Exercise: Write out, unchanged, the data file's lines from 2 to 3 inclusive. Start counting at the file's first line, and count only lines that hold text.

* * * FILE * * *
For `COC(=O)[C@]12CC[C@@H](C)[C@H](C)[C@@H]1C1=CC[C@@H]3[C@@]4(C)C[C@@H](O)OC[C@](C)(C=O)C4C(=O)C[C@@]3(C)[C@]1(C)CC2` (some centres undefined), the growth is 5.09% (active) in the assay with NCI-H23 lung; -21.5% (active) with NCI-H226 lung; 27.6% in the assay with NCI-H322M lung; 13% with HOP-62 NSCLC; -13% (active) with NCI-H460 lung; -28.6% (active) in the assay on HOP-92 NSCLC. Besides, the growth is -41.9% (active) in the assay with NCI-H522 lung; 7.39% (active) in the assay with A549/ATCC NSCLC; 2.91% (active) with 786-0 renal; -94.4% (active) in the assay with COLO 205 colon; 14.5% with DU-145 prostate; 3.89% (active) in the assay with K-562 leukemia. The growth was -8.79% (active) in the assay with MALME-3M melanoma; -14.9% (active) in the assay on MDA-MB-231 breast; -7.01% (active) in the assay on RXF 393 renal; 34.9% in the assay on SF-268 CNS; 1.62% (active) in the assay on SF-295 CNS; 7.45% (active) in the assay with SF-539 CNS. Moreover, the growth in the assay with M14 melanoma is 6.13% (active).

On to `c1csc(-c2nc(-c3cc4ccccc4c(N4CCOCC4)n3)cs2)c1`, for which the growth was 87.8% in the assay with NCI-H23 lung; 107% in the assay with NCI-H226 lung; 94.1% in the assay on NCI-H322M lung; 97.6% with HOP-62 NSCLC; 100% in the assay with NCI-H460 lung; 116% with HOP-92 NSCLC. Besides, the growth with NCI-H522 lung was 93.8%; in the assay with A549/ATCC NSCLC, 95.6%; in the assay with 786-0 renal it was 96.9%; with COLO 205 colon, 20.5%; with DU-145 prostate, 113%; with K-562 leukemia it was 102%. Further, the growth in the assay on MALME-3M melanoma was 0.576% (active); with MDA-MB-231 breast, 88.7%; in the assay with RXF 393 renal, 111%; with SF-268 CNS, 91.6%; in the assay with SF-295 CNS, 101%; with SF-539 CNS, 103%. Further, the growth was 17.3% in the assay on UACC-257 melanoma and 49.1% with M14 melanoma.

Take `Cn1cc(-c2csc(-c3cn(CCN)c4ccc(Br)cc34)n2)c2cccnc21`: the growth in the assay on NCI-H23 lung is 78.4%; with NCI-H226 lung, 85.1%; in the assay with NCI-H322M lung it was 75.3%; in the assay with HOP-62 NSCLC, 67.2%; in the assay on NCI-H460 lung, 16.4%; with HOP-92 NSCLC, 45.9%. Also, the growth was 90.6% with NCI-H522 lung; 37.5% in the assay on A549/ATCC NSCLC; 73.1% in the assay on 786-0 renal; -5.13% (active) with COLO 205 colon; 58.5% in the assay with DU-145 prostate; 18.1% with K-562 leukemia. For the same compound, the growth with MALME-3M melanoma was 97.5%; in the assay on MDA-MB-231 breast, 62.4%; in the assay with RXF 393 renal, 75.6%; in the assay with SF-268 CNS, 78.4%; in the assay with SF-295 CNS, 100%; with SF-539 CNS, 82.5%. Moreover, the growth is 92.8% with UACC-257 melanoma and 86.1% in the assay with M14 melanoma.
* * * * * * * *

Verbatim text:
On to `c1csc(-c2nc(-c3cc4ccccc4c(N4CCOCC4)n3)cs2)c1`, for which the growth was 87.8% in the assay with NCI-H23 lung; 107% in the assay with NCI-H226 lung; 94.1% in the assay on NCI-H322M lung; 97.6% with HOP-62 NSCLC; 100% in the assay with NCI-H460 lung; 116% with HOP-92 NSCLC. Besides, the growth with NCI-H522 lung was 93.8%; in the assay with A549/ATCC NSCLC, 95.6%; in the assay with 786-0 renal it was 96.9%; with COLO 205 colon, 20.5%; with DU-145 prostate, 113%; with K-562 leukemia it was 102%. Further, the growth in the assay on MALME-3M melanoma was 0.576% (active); with MDA-MB-231 breast, 88.7%; in the assay with RXF 393 renal, 111%; with SF-268 CNS, 91.6%; in the assay with SF-295 CNS, 101%; with SF-539 CNS, 103%. Further, the growth was 17.3% in the assay on UACC-257 melanoma and 49.1% with M14 melanoma.

Take `Cn1cc(-c2csc(-c3cn(CCN)c4ccc(Br)cc34)n2)c2cccnc21`: the growth in the assay on NCI-H23 lung is 78.4%; with NCI-H226 lung, 85.1%; in the assay with NCI-H322M lung it was 75.3%; in the assay with HOP-62 NSCLC, 67.2%; in the assay on NCI-H460 lung, 16.4%; with HOP-92 NSCLC, 45.9%. Also, the growth was 90.6% with NCI-H522 lung; 37.5% in the assay on A549/ATCC NSCLC; 73.1% in the assay on 786-0 renal; -5.13% (active) with COLO 205 colon; 58.5% in the assay with DU-145 prostate; 18.1% with K-562 leukemia. For the same compound, the growth with MALME-3M melanoma was 97.5%; in the assay on MDA-MB-231 breast, 62.4%; in the assay with RXF 393 renal, 75.6%; in the assay with SF-268 CNS, 78.4%; in the assay with SF-295 CNS, 100%; with SF-539 CNS, 82.5%. Moreover, the growth is 92.8% with UACC-257 melanoma and 86.1% in the assay with M14 melanoma.